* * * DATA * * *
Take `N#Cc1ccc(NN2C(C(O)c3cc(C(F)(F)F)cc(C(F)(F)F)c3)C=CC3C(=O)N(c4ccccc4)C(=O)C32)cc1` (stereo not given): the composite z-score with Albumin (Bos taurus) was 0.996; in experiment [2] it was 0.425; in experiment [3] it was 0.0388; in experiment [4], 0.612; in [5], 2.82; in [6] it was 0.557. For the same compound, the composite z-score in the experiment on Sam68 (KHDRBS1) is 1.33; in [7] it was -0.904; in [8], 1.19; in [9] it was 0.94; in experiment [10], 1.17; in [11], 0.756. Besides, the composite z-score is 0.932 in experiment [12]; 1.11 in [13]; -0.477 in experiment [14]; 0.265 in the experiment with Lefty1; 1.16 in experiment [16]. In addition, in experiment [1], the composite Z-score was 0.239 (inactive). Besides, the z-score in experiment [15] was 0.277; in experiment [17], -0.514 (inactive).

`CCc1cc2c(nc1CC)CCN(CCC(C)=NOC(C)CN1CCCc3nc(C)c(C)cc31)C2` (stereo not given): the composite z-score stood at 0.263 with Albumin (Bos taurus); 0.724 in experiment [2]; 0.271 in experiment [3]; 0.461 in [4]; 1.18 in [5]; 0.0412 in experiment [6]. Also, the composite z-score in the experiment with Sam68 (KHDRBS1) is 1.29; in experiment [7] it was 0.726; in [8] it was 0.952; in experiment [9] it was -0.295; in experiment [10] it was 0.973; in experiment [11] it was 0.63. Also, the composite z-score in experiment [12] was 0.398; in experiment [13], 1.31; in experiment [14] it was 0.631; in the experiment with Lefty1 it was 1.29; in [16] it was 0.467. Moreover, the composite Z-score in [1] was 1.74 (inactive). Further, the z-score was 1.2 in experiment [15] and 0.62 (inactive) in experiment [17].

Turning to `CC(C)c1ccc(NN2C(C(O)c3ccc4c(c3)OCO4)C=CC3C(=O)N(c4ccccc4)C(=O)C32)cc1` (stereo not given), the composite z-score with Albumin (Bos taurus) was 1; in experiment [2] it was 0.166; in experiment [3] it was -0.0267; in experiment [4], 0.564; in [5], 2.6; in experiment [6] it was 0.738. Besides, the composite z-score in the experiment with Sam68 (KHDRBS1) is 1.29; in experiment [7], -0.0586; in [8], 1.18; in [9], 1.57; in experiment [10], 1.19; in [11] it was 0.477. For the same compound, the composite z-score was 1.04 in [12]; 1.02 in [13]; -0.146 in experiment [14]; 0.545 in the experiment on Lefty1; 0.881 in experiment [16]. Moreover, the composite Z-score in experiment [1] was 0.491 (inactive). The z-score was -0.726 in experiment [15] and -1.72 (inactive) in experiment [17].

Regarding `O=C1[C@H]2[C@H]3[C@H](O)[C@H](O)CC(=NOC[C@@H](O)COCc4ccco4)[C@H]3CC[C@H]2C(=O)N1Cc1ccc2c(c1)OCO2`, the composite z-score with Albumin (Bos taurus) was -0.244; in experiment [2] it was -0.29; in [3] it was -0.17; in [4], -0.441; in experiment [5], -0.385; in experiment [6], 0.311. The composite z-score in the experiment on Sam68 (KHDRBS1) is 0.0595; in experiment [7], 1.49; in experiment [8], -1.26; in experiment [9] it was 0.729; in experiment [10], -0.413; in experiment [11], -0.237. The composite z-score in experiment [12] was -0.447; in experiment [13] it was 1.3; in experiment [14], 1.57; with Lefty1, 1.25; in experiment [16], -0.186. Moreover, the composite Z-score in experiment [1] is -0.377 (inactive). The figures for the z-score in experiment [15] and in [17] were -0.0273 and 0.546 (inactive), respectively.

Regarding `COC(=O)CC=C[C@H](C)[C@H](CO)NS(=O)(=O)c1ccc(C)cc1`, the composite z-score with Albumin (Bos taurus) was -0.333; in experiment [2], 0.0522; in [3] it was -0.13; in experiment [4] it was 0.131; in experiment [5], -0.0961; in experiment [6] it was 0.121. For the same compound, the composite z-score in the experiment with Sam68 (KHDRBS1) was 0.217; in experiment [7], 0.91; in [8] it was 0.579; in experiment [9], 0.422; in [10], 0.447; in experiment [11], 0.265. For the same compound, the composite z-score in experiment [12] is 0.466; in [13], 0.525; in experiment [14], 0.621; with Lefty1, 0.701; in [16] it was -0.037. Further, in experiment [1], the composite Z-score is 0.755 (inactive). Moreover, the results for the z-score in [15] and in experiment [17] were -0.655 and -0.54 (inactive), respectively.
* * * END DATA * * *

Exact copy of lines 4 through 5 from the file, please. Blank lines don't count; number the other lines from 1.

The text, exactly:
Regarding `O=C1[C@H]2[C@H]3[C@H](O)[C@H](O)CC(=NOC[C@@H](O)COCc4ccco4)[C@H]3CC[C@H]2C(=O)N1Cc1ccc2c(c1)OCO2`, the composite z-score with Albumin (Bos taurus) was -0.244; in experiment [2] it was -0.29; in [3] it was -0.17; in [4], -0.441; in experiment [5], -0.385; in experiment [6], 0.311. The composite z-score in the experiment on Sam68 (KHDRBS1) is 0.0595; in experiment [7], 1.49; in experiment [8], -1.26; in experiment [9] it was 0.729; in experiment [10], -0.413; in experiment [11], -0.237. The composite z-score in experiment [12] was -0.447; in experiment [13] it was 1.3; in experiment [14], 1.57; with Lefty1, 1.25; in experiment [16], -0.186. Moreover, the composite Z-score in experiment [1] is -0.377 (inactive). The figures for the z-score in experiment [15] and in [17] were -0.0273 and 0.546 (inactive), respectively.

Regarding `COC(=O)CC=C[C@H](C)[C@H](CO)NS(=O)(=O)c1ccc(C)cc1`, the composite z-score with Albumin (Bos taurus) was -0.333; in experiment [2], 0.0522; in [3] it was -0.13; in experiment [4] it was 0.131; in experiment [5], -0.0961; in experiment [6] it was 0.121. For the same compound, the composite z-score in the experiment with Sam68 (KHDRBS1) was 0.217; in experiment [7], 0.91; in [8] it was 0.579; in experiment [9], 0.422; in [10], 0.447; in experiment [11], 0.265. For the same compound, the composite z-score in experiment [12] is 0.466; in [13], 0.525; in experiment [14], 0.621; with Lefty1, 0.701; in [16] it was -0.037. Further, in experiment [1], the composite Z-score is 0.755 (inactive). Moreover, the results for the z-score in [15] and in experiment [17] were -0.655 and -0.54 (inactive), respectively.